A patient who arrived at Providence Sacred Heart Medical Center’s emergency department Friday night had a fever and flulike symptoms, and was worried she had Ebola.
She might have shaken hands with someone who might have been from Sierra Leone three weeks earlier at an out-of-town conference that had international delegates, she said.
The emergency room doctor checked with the Spokane Regional Health District on Ebola protocols and ordered tests. The district’s epidemiologist deemed it a “no-risk” situation, with no isolation and no additional infectious disease controls needed. The patient didn’t meet the criteria for the Ebola test and was eventually discharged.
The hospital shut down the emergency department for less than half an hour Friday night, spokesman Joe Robb said. That happens occasionally, and the hospital doesn’t comment on why when it does, he said.
The hospital screens patients constantly for Ebola and has yet to have anyone fail a screening. But it’s important to carefully review all suspected cases to allay any fears in the community, said Jeff Collins, chief physician executive of Providence Health Care.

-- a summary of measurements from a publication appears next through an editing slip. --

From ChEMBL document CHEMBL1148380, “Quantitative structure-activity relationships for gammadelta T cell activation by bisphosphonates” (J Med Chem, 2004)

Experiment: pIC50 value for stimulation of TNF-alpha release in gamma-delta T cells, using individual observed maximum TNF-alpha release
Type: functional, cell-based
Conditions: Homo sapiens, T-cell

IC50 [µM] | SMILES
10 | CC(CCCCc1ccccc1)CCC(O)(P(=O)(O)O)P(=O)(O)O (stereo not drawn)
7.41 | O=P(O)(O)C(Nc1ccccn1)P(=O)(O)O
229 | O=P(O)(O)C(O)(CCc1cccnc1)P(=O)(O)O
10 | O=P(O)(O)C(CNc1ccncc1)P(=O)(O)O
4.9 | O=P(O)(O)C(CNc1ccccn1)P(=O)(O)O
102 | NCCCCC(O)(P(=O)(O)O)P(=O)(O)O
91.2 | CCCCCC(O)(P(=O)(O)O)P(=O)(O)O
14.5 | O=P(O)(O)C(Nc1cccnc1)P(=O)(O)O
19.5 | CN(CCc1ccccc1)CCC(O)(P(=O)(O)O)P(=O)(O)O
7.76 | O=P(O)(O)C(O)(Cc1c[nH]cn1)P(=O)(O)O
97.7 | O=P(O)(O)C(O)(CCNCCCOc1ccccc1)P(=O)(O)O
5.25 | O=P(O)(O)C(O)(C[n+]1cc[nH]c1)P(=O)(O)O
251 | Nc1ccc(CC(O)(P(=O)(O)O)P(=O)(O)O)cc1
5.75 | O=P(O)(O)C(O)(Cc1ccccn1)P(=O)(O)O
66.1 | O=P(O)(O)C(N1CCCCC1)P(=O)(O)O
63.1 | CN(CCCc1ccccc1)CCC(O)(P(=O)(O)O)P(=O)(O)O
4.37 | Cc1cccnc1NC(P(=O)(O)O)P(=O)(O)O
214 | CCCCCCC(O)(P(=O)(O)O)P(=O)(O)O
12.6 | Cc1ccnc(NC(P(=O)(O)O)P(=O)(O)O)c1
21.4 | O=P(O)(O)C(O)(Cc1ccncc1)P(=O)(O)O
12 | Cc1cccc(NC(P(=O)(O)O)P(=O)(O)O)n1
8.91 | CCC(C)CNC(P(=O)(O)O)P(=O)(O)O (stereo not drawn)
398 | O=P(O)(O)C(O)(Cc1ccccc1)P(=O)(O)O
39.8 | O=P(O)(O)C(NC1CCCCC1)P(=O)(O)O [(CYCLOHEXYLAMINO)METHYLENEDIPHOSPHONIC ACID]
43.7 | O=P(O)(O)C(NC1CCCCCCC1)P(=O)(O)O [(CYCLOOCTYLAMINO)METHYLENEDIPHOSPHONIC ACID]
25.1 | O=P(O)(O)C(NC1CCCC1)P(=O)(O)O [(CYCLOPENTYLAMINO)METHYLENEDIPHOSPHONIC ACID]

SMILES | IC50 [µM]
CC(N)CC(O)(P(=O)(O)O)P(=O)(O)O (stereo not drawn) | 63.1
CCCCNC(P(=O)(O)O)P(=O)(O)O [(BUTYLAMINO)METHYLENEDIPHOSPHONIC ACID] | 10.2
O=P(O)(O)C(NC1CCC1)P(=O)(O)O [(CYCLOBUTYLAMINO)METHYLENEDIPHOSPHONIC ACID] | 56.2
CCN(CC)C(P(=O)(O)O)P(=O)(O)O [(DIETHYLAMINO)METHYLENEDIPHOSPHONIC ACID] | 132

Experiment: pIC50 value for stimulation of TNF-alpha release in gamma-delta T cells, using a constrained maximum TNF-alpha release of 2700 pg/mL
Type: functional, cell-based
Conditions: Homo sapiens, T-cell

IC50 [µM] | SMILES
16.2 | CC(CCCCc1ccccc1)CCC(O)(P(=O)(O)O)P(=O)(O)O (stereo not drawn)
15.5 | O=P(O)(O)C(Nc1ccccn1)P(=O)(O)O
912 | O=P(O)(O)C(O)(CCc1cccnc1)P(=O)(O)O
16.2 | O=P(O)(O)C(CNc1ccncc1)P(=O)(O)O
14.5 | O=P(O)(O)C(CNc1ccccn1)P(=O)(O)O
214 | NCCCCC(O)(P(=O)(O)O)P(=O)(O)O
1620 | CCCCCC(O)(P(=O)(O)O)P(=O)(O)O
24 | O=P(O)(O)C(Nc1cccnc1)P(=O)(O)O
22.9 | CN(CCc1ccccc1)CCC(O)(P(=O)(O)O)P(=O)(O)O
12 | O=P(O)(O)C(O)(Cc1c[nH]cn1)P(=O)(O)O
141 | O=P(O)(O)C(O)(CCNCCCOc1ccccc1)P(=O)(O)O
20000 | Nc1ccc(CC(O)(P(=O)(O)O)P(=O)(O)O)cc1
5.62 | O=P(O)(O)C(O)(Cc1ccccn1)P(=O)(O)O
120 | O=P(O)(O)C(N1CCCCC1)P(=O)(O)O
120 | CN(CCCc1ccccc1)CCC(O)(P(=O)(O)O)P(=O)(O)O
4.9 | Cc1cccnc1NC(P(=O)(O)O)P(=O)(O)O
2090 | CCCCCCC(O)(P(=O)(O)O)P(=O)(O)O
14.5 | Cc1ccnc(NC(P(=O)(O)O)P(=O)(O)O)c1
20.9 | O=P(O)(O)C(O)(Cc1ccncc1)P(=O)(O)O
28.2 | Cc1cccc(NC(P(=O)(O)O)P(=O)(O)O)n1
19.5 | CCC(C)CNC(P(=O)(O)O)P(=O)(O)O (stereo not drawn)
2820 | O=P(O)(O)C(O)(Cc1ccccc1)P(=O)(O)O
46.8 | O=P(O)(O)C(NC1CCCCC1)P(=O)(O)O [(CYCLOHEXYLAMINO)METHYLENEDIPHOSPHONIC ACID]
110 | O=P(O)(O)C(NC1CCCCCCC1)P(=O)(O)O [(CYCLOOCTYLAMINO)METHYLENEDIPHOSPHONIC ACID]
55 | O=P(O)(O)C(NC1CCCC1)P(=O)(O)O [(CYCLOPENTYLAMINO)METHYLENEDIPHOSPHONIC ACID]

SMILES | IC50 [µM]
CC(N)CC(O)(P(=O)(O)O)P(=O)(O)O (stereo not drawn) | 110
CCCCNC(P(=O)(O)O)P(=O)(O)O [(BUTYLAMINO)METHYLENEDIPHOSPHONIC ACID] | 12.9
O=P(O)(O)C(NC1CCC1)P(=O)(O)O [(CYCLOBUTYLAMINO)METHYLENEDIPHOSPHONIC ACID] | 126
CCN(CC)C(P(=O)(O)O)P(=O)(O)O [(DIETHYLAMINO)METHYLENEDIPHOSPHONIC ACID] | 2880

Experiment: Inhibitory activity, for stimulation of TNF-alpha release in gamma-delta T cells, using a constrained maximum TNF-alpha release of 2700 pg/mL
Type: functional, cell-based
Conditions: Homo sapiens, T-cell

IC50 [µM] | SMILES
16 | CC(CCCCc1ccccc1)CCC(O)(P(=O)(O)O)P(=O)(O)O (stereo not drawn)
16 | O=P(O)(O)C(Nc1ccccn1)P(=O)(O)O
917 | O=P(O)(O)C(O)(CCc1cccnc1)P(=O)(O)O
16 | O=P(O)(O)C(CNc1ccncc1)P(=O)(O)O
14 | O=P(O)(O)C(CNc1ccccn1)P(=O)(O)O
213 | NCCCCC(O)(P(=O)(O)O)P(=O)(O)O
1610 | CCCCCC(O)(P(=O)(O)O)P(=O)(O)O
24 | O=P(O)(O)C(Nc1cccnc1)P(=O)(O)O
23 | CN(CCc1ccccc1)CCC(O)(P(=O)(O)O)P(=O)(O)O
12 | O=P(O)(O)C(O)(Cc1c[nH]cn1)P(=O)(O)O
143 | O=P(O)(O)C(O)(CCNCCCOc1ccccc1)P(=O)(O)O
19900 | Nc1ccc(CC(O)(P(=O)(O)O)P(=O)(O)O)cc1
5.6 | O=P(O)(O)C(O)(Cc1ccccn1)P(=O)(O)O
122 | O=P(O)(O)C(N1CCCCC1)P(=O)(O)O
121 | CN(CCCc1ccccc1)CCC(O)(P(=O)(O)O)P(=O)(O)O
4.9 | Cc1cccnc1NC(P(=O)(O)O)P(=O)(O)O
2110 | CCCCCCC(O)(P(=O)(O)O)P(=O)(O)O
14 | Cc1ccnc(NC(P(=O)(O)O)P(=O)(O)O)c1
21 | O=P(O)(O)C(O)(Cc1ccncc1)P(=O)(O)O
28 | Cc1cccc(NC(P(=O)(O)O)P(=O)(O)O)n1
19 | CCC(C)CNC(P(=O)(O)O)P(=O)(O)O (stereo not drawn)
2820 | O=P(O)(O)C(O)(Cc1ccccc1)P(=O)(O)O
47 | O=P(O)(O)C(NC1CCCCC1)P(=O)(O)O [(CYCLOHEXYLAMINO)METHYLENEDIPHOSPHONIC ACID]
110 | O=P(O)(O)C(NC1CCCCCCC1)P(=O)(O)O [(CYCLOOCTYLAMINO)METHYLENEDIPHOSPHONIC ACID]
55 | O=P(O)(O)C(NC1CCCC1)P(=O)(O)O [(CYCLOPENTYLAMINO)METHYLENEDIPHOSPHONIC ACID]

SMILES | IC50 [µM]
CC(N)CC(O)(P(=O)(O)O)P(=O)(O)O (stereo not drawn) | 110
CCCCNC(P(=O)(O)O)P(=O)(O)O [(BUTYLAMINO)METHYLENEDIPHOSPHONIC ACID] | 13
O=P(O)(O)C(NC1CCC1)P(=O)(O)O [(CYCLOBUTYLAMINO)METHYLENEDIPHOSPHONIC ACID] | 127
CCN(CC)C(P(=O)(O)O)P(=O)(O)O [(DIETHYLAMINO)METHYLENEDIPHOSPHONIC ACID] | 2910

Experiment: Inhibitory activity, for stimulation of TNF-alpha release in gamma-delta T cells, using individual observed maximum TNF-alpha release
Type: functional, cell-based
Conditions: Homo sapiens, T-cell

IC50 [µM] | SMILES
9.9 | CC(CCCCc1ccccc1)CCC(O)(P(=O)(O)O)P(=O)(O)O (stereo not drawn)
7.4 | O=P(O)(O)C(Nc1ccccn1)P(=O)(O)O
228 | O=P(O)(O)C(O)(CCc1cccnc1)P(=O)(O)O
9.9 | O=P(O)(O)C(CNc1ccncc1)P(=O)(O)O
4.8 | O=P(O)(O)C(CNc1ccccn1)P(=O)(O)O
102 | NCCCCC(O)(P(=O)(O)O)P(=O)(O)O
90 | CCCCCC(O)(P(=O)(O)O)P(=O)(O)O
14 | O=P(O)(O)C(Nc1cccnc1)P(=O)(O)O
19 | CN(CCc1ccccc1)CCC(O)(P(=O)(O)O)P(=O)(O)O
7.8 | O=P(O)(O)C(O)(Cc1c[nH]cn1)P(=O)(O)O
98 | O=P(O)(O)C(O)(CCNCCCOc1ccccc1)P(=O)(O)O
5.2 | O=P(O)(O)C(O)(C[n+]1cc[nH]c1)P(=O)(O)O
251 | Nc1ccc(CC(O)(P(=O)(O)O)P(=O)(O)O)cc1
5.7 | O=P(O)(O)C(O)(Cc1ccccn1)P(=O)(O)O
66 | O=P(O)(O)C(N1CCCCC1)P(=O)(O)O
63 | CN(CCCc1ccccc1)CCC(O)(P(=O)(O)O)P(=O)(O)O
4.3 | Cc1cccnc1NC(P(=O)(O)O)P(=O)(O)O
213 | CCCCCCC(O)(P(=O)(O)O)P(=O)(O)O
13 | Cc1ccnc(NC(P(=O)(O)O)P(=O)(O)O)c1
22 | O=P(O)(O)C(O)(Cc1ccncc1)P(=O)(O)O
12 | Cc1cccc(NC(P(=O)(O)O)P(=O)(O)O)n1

Kim Papich, of the Spokane Regional Health District, said everyone did the right thing in this situation, even though there is a very low risk of catching the disease from shaking hands. It’s mainly transmitted by coming into contact with an infected person’s blood, vomit or feces.
“This is the nature of the kinds of things that are starting to pop up,” Papich said.
Local journalism is essential.
Give directly to The Spokesman-Review's Northwest Passages community forums series -- which helps to offset the costs of several reporter and editor positions at the newspaper -- by using the easy options below. Gifts processed in this system are not tax deductible, but are predominately used to help meet the local financial requirements needed to receive national matching-grant funds.
Subscribe now to get breaking news alerts in your email inbox
Get breaking news delivered to your inbox as it happens.